Code Switch is dedicated to building solutions for the community, by the community. Its organizers believe that even the most seemingly intractable problems are solvable, and that the people who face those problems every day must be part of designing and developing the solutions.
This year’s hackathon projects will focus on the core pillars Mayor Melvin Carter has introduced for the city of Saint Paul: Economic Justice and Inclusion, Lifelong Learning, and Community First Public Safety.
As Saint Paul’s Initiatives Director for Community First Public Safety, Jason Sole works to advance that pillar, and to support meaningful solutions that come from the community. He’s also a criminal justice professor, and will speak on the panel of leaders to open Code Switch. Before the event, he answered a few questions about the ideas and connections he hopes to see.
What excites you about an event like Code Switch where people come together to come up with solutions to community issues?
For me, when I’m in the classroom, I always help students build upon ideas to get to a really concrete solution, something that’s actually doable. I think that’s the benefit of having folks come together from different realms of society, or different realms of life. I think you get a chance to really allow diversity to thrive. Some of the most successful companies, the diversity is what makes the difference, whether diversity in sexual orientation, religion, expertise, whatever. It brings people together and allows people to vibe off the energy and thought patterns.
This year at Code Switch, the plan is to have projects around the three pillars that Mayor Carter has set forward, including Community First Public Safety. Are there ideas you’re hoping to see come out of this year’s hackathon, or that would be especially exciting to see in that area?
I always have ideas, I always have different solutions, it’s just based on whether people want to move on them. One of the things I want to do is create a solid system for folks who are currently in our workhouses throughout the state of Minnesota, because there’s a lot of ambiguity around who can vote and who can’t vote. The workhouses mainly have people with misdemeanors and gross misdemeanors, which means they never lost their right to vote, but ironically they’re not getting registered in time, they’re not getting the absentee ballots. Some people may get them, but it’s not a formal system. We don’t have technology to make sure that they actually vote, and they still have their right. So that’s something I would like to see.
My role in being Community First Public Safety Director of Initiatives is really helping the community be empowered enough to understand that they have the solutions, instead of depending on government or depending on 911. I’ve never had the luxury of calling 911, and people need to know other phone calls that they can make, rather than always calling 911. If we could get a base of folks who can respond to loud noise complaints, or calls the police get where somebody doesn’t have a dog on a leash — if we can identify folks within a database using some kind of technology, we can actually save money on calling law enforcement.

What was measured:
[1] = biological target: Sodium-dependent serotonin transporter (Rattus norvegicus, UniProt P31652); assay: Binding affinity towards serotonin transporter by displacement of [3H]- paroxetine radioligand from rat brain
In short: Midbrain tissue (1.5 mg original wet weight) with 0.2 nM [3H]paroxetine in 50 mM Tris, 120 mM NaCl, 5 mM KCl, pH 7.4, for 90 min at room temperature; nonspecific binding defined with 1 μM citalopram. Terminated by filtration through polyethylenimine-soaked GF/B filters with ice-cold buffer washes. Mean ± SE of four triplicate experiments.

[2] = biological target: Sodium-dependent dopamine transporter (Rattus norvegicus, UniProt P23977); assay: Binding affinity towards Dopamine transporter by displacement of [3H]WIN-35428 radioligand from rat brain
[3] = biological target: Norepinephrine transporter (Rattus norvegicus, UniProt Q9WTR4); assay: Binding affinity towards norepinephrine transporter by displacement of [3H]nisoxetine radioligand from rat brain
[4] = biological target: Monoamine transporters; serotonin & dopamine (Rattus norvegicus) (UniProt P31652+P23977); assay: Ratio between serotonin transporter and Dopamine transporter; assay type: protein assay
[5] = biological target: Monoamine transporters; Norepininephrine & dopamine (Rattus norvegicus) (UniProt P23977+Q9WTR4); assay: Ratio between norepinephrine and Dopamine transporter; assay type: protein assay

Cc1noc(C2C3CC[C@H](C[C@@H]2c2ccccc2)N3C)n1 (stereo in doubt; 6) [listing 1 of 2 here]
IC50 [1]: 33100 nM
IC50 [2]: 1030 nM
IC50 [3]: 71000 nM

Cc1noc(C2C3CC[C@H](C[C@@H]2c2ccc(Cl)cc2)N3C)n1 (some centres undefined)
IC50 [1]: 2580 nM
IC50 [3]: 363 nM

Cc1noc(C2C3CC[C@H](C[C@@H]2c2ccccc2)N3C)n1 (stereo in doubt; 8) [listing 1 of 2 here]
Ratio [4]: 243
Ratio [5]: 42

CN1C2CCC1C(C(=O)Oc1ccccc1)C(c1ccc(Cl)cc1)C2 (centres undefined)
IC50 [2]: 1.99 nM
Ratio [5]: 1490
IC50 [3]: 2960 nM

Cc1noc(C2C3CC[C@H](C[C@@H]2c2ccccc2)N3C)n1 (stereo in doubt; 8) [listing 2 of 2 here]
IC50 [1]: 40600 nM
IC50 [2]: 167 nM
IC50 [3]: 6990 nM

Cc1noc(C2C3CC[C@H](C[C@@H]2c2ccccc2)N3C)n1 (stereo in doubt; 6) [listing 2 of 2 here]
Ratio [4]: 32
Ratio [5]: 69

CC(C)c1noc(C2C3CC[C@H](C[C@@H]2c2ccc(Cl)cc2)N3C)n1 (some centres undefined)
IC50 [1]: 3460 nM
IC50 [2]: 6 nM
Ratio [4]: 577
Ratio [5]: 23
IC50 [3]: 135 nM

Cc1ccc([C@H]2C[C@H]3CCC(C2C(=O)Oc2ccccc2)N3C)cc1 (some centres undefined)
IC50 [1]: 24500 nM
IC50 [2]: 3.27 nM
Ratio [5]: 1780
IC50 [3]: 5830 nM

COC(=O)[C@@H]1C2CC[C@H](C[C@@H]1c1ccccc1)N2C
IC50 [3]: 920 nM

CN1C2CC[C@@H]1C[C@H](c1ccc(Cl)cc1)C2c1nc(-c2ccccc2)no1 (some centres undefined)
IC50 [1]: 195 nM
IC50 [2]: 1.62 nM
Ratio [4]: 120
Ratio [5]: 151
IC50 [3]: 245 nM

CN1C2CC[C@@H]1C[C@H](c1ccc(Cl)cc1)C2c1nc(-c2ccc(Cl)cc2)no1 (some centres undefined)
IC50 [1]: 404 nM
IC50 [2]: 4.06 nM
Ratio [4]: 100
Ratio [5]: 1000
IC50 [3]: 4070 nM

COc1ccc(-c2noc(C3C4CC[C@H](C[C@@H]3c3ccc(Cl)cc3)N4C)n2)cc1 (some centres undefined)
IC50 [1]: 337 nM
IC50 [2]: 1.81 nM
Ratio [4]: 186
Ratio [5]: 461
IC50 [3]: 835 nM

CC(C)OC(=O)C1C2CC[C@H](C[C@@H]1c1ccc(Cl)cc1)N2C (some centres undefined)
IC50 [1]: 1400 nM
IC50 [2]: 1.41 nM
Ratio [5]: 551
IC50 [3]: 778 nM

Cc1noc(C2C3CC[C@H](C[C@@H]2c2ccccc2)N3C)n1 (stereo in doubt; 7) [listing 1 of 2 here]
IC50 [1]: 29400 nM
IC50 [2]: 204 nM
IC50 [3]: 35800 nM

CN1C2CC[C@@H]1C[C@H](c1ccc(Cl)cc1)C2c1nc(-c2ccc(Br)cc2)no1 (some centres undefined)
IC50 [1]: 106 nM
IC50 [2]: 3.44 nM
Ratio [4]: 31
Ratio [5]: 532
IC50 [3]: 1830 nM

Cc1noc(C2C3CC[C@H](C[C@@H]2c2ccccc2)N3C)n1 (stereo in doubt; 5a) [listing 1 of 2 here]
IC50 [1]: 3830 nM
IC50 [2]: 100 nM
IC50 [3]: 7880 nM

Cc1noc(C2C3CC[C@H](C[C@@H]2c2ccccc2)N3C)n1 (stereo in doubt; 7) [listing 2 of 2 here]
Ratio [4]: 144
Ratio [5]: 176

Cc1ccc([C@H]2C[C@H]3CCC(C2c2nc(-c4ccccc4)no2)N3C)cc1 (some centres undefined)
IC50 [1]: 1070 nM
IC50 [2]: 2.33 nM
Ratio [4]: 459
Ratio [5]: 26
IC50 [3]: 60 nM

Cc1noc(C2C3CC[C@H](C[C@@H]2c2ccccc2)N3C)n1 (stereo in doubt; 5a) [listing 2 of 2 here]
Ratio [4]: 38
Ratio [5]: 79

So I’ve got a ton of ideas. I can throw out ideas all day and have a solution to get us to the finish line, but as far as technology, that’s where I’m weak, so if folks at Code Switch can work through some of those ideas, it’d be great. But Community First is really when the community comes up with solutions, rather than always needing to call somebody to come up with solutions. We don’t always need to call the police to fix our stuff.
Are there certain roles or types of people you’d like to come to Code Switch and be involved?
I’m a little biased, because I teach criminal justice, so that’s where my lens is. But any kind of folks who care about equity. If you care about equity — I’m not talking about equality — if you care about equity, then I think you should be a part of it. I think you should show up and let your voice be heard.
I think Code Switch will be a place where people say the system isn’t working, and now we’re willing to share time and space in actually creating a system that works for everybody, not just the people with money.
For me, most importantly, I want to see students, I want to see people of color, I want to see entrepreneurs, I want to see people from various backgrounds, because that’s where the synergy is created. Not with folks who just have similar thoughts and similar ideas, but folks who are saying, “This is my specialty, I’ll work on this, but I care about environmental justice. Oh, you’re from the church, or you’re from the mosque, I care about what you’re doing over there.” Just coming together and vibing off of people who are doing different things that all lead to the greater good. I would like to see folks who have their eye on creating something that doesn’t currently exist.
Hear more about the power of co-creating community solutions from another Code Switch speaker: Tawanna Black of the Center for Economic Inclusion.